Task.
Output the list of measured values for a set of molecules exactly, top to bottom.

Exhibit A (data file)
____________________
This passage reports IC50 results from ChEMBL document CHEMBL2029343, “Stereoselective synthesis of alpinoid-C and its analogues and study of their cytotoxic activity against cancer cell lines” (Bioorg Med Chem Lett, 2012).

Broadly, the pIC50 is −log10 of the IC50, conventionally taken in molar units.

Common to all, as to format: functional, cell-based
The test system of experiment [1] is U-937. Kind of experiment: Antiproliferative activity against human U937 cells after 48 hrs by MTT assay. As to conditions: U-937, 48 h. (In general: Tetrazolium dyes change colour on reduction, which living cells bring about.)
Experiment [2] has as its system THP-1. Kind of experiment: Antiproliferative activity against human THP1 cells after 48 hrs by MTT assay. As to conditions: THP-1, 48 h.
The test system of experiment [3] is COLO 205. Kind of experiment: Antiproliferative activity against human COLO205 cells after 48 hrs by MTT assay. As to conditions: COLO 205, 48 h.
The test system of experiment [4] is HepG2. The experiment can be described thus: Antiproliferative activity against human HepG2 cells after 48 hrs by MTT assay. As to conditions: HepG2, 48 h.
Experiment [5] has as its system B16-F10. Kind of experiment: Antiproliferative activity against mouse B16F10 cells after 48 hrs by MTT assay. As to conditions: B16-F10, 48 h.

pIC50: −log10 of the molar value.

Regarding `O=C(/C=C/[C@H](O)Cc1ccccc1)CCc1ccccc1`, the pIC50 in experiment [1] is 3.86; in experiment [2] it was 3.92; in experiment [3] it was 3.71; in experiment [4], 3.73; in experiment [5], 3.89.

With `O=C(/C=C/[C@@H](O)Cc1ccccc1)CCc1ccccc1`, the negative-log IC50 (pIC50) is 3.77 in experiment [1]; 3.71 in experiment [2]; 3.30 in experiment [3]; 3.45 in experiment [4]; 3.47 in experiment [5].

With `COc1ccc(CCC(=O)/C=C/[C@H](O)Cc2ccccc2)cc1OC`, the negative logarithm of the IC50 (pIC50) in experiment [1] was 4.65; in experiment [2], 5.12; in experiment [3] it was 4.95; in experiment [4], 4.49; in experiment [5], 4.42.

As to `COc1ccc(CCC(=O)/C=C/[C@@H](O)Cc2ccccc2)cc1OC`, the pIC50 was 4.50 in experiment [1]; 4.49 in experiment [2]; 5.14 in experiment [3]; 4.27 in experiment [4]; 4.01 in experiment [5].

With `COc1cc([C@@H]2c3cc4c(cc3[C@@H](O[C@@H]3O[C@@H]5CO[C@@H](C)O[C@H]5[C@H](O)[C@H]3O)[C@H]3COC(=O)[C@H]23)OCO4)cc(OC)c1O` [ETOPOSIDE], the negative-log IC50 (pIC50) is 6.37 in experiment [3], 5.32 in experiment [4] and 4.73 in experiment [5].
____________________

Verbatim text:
This passage reports IC50 results from ChEMBL document CHEMBL2029343, “Stereoselective synthesis of alpinoid-C and its analogues and study of their cytotoxic activity against cancer cell lines” (Bioorg Med Chem Lett, 2012).

Broadly, the pIC50 is −log10 of the IC50, conventionally taken in molar units.

Common to all, as to format: functional, cell-based
The test system of experiment [1] is U-937. Kind of experiment: Antiproliferative activity against human U937 cells after 48 hrs by MTT assay. As to conditions: U-937, 48 h. (In general: Tetrazolium dyes change colour on reduction, which living cells bring about.)
Experiment [2] has as its system THP-1. Kind of experiment: Antiproliferative activity against human THP1 cells after 48 hrs by MTT assay. As to conditions: THP-1, 48 h.
The test system of experiment [3] is COLO 205. Kind of experiment: Antiproliferative activity against human COLO205 cells after 48 hrs by MTT assay. As to conditions: COLO 205, 48 h.
The test system of experiment [4] is HepG2. The experiment can be described thus: Antiproliferative activity against human HepG2 cells after 48 hrs by MTT assay. As to conditions: HepG2, 48 h.
Experiment [5] has as its system B16-F10. Kind of experiment: Antiproliferative activity against mouse B16F10 cells after 48 hrs by MTT assay. As to conditions: B16-F10, 48 h.

pIC50: −log10 of the molar value.

Regarding `O=C(/C=C/[C@H](O)Cc1ccccc1)CCc1ccccc1`, the pIC50 in experiment [1] is 3.86; in experiment [2] it was 3.92; in experiment [3] it was 3.71; in experiment [4], 3.73; in experiment [5], 3.89.

With `O=C(/C=C/[C@@H](O)Cc1ccccc1)CCc1ccccc1`, the negative-log IC50 (pIC50) is 3.77 in experiment [1]; 3.71 in experiment [2]; 3.30 in experiment [3]; 3.45 in experiment [4]; 3.47 in experiment [5].

With `COc1ccc(CCC(=O)/C=C/[C@H](O)Cc2ccccc2)cc1OC`, the negative logarithm of the IC50 (pIC50) in experiment [1] was 4.65; in experiment [2], 5.12; in experiment [3] it was 4.95; in experiment [4], 4.49; in experiment [5], 4.42.

As to `COc1ccc(CCC(=O)/C=C/[C@@H](O)Cc2ccccc2)cc1OC`, the pIC50 was 4.50 in experiment [1]; 4.49 in experiment [2]; 5.14 in experiment [3]; 4.27 in experiment [4]; 4.01 in experiment [5].

With `COc1cc([C@@H]2c3cc4c(cc3[C@@H](O[C@@H]3O[C@@H]5CO[C@@H](C)O[C@H]5[C@H](O)[C@H]3O)[C@H]3COC(=O)[C@H]23)OCO4)cc(OC)c1O` [ETOPOSIDE], the negative-log IC50 (pIC50) is 6.37 in experiment [3], 5.32 in experiment [4] and 4.73 in experiment [5].